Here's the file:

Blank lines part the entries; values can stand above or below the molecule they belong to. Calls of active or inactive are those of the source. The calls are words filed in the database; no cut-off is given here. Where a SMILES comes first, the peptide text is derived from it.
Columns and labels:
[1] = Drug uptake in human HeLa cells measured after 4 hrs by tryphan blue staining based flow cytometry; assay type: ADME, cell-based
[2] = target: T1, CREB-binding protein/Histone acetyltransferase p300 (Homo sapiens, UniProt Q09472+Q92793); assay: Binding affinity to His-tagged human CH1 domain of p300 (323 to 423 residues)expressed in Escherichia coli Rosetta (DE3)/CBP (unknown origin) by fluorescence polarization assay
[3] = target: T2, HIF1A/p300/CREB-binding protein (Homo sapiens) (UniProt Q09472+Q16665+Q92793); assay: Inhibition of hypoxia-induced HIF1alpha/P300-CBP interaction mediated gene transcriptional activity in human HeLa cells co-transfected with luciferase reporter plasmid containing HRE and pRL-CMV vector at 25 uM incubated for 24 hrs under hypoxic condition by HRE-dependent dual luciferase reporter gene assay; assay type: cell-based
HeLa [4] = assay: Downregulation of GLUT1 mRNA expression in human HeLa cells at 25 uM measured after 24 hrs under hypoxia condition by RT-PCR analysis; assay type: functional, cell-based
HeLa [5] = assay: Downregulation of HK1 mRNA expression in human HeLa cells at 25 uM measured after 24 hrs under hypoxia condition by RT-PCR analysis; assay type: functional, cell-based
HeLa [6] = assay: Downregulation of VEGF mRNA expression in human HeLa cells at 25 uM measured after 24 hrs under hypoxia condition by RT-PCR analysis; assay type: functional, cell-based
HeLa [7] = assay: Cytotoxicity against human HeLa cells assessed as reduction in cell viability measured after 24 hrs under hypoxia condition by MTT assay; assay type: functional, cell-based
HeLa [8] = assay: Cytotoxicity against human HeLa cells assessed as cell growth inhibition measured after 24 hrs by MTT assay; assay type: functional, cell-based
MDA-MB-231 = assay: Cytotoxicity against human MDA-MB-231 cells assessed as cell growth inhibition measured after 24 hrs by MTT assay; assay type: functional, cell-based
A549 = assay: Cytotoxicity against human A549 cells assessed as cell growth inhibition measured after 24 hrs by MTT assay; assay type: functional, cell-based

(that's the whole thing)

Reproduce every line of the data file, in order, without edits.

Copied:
Blank lines part the entries; values can stand above or below the molecule they belong to. Calls of active or inactive are those of the source. The calls are words filed in the database; no cut-off is given here. Where a SMILES comes first, the peptide text is derived from it.
Columns and labels:
[1] = Drug uptake in human HeLa cells measured after 4 hrs by tryphan blue staining based flow cytometry; assay type: ADME, cell-based
[2] = target: T1, CREB-binding protein/Histone acetyltransferase p300 (Homo sapiens, UniProt Q09472+Q92793); assay: Binding affinity to His-tagged human CH1 domain of p300 (323 to 423 residues)expressed in Escherichia coli Rosetta (DE3)/CBP (unknown origin) by fluorescence polarization assay
[3] = target: T2, HIF1A/p300/CREB-binding protein (Homo sapiens) (UniProt Q09472+Q16665+Q92793); assay: Inhibition of hypoxia-induced HIF1alpha/P300-CBP interaction mediated gene transcriptional activity in human HeLa cells co-transfected with luciferase reporter plasmid containing HRE and pRL-CMV vector at 25 uM incubated for 24 hrs under hypoxic condition by HRE-dependent dual luciferase reporter gene assay; assay type: cell-based
HeLa [4] = assay: Downregulation of GLUT1 mRNA expression in human HeLa cells at 25 uM measured after 24 hrs under hypoxia condition by RT-PCR analysis; assay type: functional, cell-based
HeLa [5] = assay: Downregulation of HK1 mRNA expression in human HeLa cells at 25 uM measured after 24 hrs under hypoxia condition by RT-PCR analysis; assay type: functional, cell-based
HeLa [6] = assay: Downregulation of VEGF mRNA expression in human HeLa cells at 25 uM measured after 24 hrs under hypoxia condition by RT-PCR analysis; assay type: functional, cell-based
HeLa [7] = assay: Cytotoxicity against human HeLa cells assessed as reduction in cell viability measured after 24 hrs under hypoxia condition by MTT assay; assay type: functional, cell-based
HeLa [8] = assay: Cytotoxicity against human HeLa cells assessed as cell growth inhibition measured after 24 hrs by MTT assay; assay type: functional, cell-based
MDA-MB-231 = assay: Cytotoxicity against human MDA-MB-231 cells assessed as cell growth inhibition measured after 24 hrs by MTT assay; assay type: functional, cell-based
A549 = assay: Cytotoxicity against human A549 cells assessed as cell growth inhibition measured after 24 hrs by MTT assay; assay type: functional, cell-based